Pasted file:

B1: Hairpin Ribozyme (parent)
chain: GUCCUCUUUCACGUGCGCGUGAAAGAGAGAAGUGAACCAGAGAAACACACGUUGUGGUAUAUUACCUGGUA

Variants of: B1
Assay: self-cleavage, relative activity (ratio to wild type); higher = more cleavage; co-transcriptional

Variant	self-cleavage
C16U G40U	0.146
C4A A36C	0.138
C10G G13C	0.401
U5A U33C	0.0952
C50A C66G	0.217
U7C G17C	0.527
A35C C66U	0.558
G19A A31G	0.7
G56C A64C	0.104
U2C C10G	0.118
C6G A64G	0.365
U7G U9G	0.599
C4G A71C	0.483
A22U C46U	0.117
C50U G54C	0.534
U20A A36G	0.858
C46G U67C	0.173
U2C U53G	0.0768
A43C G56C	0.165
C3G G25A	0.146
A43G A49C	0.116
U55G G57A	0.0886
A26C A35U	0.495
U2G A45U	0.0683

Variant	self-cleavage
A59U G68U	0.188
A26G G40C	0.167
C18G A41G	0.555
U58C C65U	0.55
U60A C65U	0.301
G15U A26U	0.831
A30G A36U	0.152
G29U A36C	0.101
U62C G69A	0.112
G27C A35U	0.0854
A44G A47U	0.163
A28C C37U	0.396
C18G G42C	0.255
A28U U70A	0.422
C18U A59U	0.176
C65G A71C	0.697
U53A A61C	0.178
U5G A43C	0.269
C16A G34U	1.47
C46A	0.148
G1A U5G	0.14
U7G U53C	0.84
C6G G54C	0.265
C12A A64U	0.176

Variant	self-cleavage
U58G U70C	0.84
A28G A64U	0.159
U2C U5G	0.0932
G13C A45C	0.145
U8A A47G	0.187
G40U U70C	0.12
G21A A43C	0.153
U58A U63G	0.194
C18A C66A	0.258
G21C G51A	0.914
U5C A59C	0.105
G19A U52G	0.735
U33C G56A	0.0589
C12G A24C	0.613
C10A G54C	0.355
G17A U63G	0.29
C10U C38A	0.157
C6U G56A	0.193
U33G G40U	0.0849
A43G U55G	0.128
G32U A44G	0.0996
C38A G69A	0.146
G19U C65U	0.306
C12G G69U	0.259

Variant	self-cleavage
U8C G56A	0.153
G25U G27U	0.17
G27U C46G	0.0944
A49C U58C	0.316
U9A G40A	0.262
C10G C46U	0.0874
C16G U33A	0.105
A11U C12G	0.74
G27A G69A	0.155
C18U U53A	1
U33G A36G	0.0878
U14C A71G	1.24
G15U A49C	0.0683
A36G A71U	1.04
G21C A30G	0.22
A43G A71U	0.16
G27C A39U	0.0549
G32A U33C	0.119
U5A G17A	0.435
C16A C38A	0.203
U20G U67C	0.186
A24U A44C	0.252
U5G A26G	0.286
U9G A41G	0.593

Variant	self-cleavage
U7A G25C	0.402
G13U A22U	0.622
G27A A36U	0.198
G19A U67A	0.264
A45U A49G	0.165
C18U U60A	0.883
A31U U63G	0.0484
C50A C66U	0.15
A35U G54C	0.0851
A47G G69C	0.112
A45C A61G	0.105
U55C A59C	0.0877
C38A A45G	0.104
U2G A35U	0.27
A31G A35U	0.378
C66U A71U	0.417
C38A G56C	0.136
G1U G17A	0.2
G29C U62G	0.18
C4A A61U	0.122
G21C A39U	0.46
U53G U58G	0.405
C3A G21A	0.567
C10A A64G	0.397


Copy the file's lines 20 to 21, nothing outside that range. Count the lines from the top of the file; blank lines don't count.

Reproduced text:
C50U G54C	0.534
U20A A36G	0.858